An overabundance of photoplay music? That's what George Beynon claimed in 1918—though he is no fan of the genre, preferring, as he does, the "classics" whenever possible.

A reader writes to him:
I have composed some special music that I think could be cued in on most pictures, and would like to know where I can find a good arranger to make orchestrations. Do you know of any? Is there any demand for such music and would a publisher be interested in buying such compositions?

Beynon replies:
Already the market is flooded with such stuff, but if it be of exceptional merit and suitable for arranging in album form, it would have a chance of a publisher's acceptance. However, we would advise you that it is a hard row to hoe and, at the best, would bring but small remuneration for your creative ability and hard work.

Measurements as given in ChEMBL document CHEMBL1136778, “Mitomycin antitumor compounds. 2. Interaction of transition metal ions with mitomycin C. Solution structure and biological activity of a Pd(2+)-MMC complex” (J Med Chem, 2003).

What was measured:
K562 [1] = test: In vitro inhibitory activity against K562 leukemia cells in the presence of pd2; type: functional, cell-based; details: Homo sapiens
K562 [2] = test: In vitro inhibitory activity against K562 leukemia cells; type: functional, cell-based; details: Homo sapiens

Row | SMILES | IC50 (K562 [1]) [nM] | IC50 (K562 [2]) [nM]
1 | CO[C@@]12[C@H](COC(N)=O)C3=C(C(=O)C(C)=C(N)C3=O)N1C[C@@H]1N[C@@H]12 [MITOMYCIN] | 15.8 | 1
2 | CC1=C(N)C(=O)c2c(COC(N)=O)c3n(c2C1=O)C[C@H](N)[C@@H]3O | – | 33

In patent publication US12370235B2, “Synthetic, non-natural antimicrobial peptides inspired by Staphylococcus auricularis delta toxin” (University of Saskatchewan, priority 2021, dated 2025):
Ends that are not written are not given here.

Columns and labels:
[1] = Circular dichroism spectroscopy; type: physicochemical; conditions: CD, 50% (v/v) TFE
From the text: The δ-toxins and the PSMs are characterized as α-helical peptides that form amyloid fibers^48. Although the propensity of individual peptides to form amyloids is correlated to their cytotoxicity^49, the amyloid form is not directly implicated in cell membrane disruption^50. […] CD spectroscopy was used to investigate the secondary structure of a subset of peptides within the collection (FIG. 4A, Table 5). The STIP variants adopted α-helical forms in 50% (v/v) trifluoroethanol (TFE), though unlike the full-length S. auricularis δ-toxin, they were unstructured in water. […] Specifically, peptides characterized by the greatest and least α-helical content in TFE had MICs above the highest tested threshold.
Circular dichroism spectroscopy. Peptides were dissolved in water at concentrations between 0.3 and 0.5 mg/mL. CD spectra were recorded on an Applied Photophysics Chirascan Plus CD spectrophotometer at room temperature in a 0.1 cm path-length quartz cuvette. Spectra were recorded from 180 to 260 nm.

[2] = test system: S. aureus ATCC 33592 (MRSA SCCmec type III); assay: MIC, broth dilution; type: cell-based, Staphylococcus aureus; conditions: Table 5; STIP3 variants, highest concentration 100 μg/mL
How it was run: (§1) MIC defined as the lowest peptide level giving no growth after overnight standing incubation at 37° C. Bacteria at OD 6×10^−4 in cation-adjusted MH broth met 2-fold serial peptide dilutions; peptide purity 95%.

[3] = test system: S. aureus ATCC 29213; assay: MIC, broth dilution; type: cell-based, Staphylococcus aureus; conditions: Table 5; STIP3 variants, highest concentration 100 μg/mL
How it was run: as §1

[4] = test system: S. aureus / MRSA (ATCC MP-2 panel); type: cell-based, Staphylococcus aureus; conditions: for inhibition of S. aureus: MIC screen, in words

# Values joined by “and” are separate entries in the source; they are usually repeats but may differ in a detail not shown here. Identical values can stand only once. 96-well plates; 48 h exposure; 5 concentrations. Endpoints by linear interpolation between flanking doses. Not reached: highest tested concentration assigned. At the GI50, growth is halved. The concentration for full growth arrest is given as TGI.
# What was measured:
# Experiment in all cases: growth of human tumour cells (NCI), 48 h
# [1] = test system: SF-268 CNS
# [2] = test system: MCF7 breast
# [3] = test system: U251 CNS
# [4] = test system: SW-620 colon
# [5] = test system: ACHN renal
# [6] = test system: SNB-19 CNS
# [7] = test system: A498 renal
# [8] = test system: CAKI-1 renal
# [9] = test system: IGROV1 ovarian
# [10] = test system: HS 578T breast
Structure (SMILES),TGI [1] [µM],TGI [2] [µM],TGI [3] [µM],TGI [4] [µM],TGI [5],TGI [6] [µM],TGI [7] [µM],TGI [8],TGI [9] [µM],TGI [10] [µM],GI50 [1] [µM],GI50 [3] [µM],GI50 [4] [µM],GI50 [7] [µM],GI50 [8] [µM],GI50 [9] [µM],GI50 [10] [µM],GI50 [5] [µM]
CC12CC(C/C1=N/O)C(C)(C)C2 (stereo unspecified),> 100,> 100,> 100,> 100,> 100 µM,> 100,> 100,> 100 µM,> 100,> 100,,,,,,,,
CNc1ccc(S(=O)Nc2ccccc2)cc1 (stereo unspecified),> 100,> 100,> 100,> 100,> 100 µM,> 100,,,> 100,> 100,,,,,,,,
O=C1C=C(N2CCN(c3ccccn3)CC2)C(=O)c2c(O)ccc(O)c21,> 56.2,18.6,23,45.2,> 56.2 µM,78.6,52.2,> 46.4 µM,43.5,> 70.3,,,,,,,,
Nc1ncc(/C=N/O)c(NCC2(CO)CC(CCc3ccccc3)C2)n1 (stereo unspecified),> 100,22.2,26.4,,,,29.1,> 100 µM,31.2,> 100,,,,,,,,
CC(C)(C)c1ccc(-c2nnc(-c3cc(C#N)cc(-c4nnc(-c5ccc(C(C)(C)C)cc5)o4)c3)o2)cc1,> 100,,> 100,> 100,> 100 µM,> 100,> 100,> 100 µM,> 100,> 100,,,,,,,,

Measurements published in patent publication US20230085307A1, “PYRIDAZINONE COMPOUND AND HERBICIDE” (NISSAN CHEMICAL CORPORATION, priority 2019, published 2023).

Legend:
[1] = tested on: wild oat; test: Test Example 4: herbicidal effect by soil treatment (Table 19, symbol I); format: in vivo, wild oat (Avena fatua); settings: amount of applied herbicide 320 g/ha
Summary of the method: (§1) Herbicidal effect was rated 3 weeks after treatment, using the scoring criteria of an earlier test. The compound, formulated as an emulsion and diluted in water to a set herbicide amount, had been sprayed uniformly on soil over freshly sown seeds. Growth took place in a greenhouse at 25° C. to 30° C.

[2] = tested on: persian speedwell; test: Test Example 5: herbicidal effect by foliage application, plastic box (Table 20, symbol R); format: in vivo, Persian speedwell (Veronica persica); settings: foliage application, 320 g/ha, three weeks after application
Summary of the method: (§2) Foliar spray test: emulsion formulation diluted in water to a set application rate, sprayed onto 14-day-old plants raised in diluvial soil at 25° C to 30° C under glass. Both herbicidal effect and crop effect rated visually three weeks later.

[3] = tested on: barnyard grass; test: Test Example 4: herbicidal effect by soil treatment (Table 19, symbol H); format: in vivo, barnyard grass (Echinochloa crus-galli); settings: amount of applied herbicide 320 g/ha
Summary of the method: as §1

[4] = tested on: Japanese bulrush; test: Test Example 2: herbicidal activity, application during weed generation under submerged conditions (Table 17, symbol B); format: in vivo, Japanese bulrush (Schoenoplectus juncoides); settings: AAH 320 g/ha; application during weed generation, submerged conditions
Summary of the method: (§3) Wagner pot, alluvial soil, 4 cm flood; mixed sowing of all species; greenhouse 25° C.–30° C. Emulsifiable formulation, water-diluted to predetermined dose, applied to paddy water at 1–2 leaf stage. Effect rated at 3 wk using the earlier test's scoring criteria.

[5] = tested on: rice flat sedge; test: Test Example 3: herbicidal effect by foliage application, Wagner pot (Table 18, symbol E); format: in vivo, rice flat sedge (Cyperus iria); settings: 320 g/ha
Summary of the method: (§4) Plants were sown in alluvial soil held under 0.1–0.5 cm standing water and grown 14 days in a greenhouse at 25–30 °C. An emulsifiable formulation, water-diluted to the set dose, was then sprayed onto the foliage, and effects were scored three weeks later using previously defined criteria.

I find particularly interesting in Beynon's reply the stress he places on the music conforming to the proper format.

Wednesday, May 20, 2009

In Refrigerated Comfort

Here is a nice shot of the exterior of the Warner's Theatre during the initial run of Don Juan. Notice how prominent the advertising for the air conditioning is. Air ventilation was an important selling point for theaters already in the teens and actual air conditioning ("refrigerated air"), which was also being installed in department stores, became increasingly common in the 1920s.

(The photo is available from the National Archive, here.)